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K.D. v. Educational Testing Service
New York County Supreme Court
386 N.Y.S.2d 747 (1976)
Educational Testing Service (ETS) (defendant) administered the Law School Admission Test (LSAT). ETS required each individual who took the test to agree to ETS’s conditions concerning its administration of the test and reporting of test scores to law schools. One such condition was that after ETS scored an individual’s LSAT, it compared the score to previous scores from that individual. If a score was more than 150 points higher than a previous score, ETS investigated. In addition, test takers agreed that ETS reserved the right to cancel a test score if circumstances rendered the score of questionable validity. K.D. (plaintiff) took the LSAT twice, each time agreeing to ETS’s conditions. K.D.’s second score was 238 points higher than his first score, initiating an ETS investigation. The investigation revealed that K.D.’s answers to the multiple-choice portion of the test were statistically similar to those of the person sitting next to him. Pursuant to ETS protocol, to which K.D. agreed, ETS offered K.D. a free retake of the test. K.D. declined and instead sued ETS, seeking to enjoin the company from cancelling his score and reporting the cancellation to law schools, and seeking to compel ETS to report his second score to law schools. K.D. claimed that his agreement to ETS’s terms constituted a contract of adhesion and was thus invalid. ETS moved to dismiss the complaint on the ground that K.D. had agreed to abide by ETS’s administration and reporting conditions.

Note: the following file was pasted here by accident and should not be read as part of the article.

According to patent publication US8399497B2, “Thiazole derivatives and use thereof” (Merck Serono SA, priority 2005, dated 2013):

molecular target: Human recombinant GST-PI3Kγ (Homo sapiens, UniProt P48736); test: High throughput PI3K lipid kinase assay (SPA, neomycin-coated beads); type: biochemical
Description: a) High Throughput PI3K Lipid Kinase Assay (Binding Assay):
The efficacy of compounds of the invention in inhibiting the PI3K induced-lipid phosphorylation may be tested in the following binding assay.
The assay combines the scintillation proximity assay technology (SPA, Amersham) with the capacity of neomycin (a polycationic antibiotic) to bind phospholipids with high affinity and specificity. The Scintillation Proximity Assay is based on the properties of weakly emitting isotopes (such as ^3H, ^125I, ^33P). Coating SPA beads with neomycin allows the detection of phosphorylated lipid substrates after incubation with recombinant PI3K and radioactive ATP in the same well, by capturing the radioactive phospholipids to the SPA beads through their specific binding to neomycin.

Rule of Law
Holding and Reasoning (Fraiman, J.)
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